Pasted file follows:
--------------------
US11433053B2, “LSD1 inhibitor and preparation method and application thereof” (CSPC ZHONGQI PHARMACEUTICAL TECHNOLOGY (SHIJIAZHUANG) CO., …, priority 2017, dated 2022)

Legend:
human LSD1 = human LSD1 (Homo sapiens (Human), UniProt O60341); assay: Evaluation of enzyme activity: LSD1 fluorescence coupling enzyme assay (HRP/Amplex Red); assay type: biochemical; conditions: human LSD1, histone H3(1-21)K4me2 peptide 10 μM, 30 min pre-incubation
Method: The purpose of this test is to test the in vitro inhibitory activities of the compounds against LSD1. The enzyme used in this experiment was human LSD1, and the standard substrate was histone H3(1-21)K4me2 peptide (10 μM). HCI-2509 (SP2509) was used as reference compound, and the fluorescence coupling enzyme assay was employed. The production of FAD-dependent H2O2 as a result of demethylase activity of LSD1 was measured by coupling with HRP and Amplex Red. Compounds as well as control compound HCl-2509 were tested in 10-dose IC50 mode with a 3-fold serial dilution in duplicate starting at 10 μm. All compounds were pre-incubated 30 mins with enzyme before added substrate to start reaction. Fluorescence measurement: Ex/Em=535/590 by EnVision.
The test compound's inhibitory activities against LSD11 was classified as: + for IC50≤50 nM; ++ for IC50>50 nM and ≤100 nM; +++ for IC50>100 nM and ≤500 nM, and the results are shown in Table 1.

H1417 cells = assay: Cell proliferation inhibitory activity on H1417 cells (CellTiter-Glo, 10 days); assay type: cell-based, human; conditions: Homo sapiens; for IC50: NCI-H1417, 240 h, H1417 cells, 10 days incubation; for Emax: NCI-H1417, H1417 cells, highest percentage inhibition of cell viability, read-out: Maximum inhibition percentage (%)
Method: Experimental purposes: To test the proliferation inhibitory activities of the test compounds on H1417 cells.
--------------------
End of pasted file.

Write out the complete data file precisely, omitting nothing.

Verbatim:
US11433053B2, “LSD1 inhibitor and preparation method and application thereof” (CSPC ZHONGQI PHARMACEUTICAL TECHNOLOGY (SHIJIAZHUANG) CO., …, priority 2017, dated 2022)

Legend:
human LSD1 = human LSD1 (Homo sapiens (Human), UniProt O60341); assay: Evaluation of enzyme activity: LSD1 fluorescence coupling enzyme assay (HRP/Amplex Red); assay type: biochemical; conditions: human LSD1, histone H3(1-21)K4me2 peptide 10 μM, 30 min pre-incubation
Method: The purpose of this test is to test the in vitro inhibitory activities of the compounds against LSD1. The enzyme used in this experiment was human LSD1, and the standard substrate was histone H3(1-21)K4me2 peptide (10 μM). HCI-2509 (SP2509) was used as reference compound, and the fluorescence coupling enzyme assay was employed. The production of FAD-dependent H2O2 as a result of demethylase activity of LSD1 was measured by coupling with HRP and Amplex Red. Compounds as well as control compound HCl-2509 were tested in 10-dose IC50 mode with a 3-fold serial dilution in duplicate starting at 10 μm. All compounds were pre-incubated 30 mins with enzyme before added substrate to start reaction. Fluorescence measurement: Ex/Em=535/590 by EnVision.
The test compound's inhibitory activities against LSD11 was classified as: + for IC50≤50 nM; ++ for IC50>50 nM and ≤100 nM; +++ for IC50>100 nM and ≤500 nM, and the results are shown in Table 1.

H1417 cells = assay: Cell proliferation inhibitory activity on H1417 cells (CellTiter-Glo, 10 days); assay type: cell-based, human; conditions: Homo sapiens; for IC50: NCI-H1417, 240 h, H1417 cells, 10 days incubation; for Emax: NCI-H1417, H1417 cells, highest percentage inhibition of cell viability, read-out: Maximum inhibition percentage (%)
Method: Experimental purposes: To test the proliferation inhibitory activities of the test compounds on H1417 cells.